By Roberta Rampton
WASHINGTON (Reuters) - President Donald Trump on Wednesday said it would be "unfortunate" if the woman who has accused his Supreme Court nominee Brett Kavanaugh of sexual assault did not testify before a U.S. Senate committee, as he stepped up his defense of the conservative federal appeals court judge.
Trump answered questions about Kavanaugh, whose nomination is now in jeopardy in the Senate, as he left the White House to visit hurricane-stricken areas in North Carolina and South Carolina.
Christine Blasey Ford, a university professor in California, has accused Kavanaugh of sexually assaulting her in 1982 when both were high school students in suburban Maryland. Kavanaugh has denied the allegation.
The Senate Judiciary Committee, which oversees Supreme Court nominations, has scheduled a hearing for Monday and invited both Ford and Kavanaugh to testify. Ford's lawyers said on Tuesday she would not appear before the Senate until after the FBI investigates the allegations. Officials have said the FBI is not looking into the matter.
"Look, if she shows up and makes a credible showing, that will be very interesting and we'll have to make a decision. But I can only say this: he's such an outstanding man - very hard for me to imagine that anything happened," Trump told reporters.
"I really want to see her," Trump said.
The Republican president said he wanted the Senate confirmation process to play out.
"I think he's an extraordinary man. I think he's a man of great intellect, as I've been telling you, and he had this unblemished record. This is a very tough thing for him and his family. And we want to get it over with," Trump said.
"If she shows up, that would be wonderful. If she doesn't show up, that would be unfortunate," Trump added.
The accusations have roiled a confirmation process that once seemed smooth for Kavanaugh, who if confirmed could consolidate the conservative grip on the top U.S. court.
Democrats, already opposed to Kavanaugh, have sought an FBI investigation, a request Republicans rebuffed.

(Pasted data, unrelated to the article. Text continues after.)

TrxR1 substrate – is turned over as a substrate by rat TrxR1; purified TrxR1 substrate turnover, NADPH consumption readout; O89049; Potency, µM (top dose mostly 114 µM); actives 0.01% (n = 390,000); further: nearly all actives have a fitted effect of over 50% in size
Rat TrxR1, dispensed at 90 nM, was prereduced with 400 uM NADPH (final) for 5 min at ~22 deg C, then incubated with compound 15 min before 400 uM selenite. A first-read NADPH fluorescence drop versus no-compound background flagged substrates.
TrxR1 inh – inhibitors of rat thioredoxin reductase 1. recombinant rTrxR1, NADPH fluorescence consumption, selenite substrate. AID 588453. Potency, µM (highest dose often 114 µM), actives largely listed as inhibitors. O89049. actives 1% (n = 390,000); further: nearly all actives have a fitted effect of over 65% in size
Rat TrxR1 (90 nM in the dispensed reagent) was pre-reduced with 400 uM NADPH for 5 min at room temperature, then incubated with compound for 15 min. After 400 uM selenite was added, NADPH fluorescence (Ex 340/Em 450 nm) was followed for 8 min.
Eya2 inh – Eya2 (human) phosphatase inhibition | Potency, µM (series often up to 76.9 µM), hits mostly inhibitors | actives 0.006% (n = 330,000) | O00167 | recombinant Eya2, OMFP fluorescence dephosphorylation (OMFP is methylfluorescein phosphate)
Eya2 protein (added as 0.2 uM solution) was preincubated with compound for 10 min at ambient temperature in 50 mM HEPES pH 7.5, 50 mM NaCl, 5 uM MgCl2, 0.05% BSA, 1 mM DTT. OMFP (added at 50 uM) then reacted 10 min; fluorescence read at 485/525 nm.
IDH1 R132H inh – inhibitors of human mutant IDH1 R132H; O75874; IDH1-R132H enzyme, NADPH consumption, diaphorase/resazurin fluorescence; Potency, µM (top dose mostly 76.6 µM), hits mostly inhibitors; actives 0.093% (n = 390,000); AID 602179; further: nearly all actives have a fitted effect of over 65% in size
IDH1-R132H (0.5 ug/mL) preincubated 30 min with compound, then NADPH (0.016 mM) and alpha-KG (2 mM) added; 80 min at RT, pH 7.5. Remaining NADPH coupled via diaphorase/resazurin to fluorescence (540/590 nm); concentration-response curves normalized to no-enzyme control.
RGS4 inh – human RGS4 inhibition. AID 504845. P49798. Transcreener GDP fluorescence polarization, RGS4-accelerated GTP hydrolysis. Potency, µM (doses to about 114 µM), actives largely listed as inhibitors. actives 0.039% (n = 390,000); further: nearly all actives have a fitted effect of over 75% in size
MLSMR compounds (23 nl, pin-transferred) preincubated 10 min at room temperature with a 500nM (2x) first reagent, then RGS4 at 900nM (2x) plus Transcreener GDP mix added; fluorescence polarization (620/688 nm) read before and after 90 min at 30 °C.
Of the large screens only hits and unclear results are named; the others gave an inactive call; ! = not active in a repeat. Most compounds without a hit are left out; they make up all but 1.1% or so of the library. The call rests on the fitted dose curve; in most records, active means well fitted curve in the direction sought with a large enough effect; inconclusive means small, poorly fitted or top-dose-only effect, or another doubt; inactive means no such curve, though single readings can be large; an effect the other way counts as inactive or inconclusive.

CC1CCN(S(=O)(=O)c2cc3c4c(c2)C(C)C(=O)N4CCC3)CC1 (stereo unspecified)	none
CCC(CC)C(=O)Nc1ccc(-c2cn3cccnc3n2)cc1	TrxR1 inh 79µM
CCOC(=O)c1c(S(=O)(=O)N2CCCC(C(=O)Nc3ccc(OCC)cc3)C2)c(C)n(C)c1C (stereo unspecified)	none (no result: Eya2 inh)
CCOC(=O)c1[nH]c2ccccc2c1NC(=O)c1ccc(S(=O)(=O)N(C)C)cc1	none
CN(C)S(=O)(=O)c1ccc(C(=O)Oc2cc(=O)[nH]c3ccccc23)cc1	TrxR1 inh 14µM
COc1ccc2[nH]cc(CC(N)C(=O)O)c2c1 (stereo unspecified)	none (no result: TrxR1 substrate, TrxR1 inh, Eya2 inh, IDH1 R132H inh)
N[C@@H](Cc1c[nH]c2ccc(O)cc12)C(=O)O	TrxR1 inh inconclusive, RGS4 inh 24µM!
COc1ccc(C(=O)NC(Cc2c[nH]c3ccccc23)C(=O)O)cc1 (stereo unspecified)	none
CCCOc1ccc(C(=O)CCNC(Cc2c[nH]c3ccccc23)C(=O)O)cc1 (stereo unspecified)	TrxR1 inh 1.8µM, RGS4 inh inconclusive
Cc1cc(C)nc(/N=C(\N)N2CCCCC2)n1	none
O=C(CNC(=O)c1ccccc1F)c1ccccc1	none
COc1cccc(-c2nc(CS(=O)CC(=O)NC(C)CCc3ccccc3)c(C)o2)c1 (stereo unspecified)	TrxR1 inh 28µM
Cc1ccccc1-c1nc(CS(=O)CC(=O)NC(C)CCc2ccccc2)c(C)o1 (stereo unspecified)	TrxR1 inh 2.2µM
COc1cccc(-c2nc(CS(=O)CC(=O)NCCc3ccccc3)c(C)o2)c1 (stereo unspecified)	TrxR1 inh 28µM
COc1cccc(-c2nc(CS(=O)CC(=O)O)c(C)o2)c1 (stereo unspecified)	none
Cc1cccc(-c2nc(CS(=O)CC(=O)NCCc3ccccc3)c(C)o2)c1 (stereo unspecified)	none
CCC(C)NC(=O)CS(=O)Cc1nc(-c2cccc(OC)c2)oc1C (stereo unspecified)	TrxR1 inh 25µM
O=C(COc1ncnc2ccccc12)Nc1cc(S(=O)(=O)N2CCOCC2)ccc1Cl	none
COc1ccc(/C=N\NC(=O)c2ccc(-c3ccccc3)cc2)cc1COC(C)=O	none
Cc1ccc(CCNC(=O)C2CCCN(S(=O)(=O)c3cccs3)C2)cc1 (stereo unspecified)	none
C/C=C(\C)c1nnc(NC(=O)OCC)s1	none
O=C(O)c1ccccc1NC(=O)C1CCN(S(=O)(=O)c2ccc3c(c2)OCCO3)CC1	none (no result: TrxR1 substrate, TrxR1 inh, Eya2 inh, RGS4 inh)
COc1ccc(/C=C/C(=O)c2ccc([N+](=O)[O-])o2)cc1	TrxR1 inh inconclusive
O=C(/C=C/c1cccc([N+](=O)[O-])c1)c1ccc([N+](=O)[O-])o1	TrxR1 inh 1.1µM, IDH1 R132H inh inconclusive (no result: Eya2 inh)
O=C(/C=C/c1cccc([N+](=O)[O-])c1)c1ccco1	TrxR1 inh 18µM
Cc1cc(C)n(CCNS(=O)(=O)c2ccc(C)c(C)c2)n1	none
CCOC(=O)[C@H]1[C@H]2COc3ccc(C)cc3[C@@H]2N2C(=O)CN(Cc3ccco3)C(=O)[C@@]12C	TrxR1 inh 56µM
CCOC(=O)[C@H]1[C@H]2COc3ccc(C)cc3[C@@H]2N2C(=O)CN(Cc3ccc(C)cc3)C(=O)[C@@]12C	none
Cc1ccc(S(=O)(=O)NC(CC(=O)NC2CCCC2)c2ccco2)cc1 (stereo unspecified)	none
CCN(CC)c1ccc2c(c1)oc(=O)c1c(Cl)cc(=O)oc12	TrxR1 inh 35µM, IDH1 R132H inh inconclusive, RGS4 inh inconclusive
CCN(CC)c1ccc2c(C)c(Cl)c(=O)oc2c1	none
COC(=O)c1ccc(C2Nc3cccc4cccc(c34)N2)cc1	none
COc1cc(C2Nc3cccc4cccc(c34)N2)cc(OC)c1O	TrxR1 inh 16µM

The confirmation fight comes just weeks before Nov. 6 congressional elections in which Democrats seek to win control of Congress from Trump's fellow Republicans.
Earlier on Wednesday, CNN reported that a former classmate of Kavanaugh denied attending a high school party where the nominee is accused of assaulting Ford.
Patrick J. Smyth sent a letter to Republican Senate Judiciary Committee Chairman Charles Grassley and top Democrat Dianne Feinstein in which he denied seeing any "improper conduct" by Kavanaugh, a classmate at Georgetown Preparatory School, according to CNN, which obtained a copy of the letter.
"I understand that I have been identified by Dr. Christine Blasey Ford as the person she remembers as 'PJ' who supposedly was present at the party she described in her statements to the Washington Post," Smyth said in his letter, CNN reported.
"I am issuing this statement today to make it clear to all involved that I have no knowledge of the party in question; nor do I have any knowledge of the allegations of improper conduct she has leveled against Brett Kavanaugh."
It was not clear where and when Ford had identified Smyth as being present at the party. Ford has said Kavanaugh pinned her down and tried to take her clothes off while another boy, identified as Mark Judge, watched.
Judge earlier told Grassley through a lawyer he did not want to speak publicly. Judge, who has written about his teenage alcoholism, said he had no memory of the party at issue and had never seen Kavanaugh behave in the manner she described.
(Reporting by Doina Chiacu; Editing by Steve Orlofsky and Will Dunham)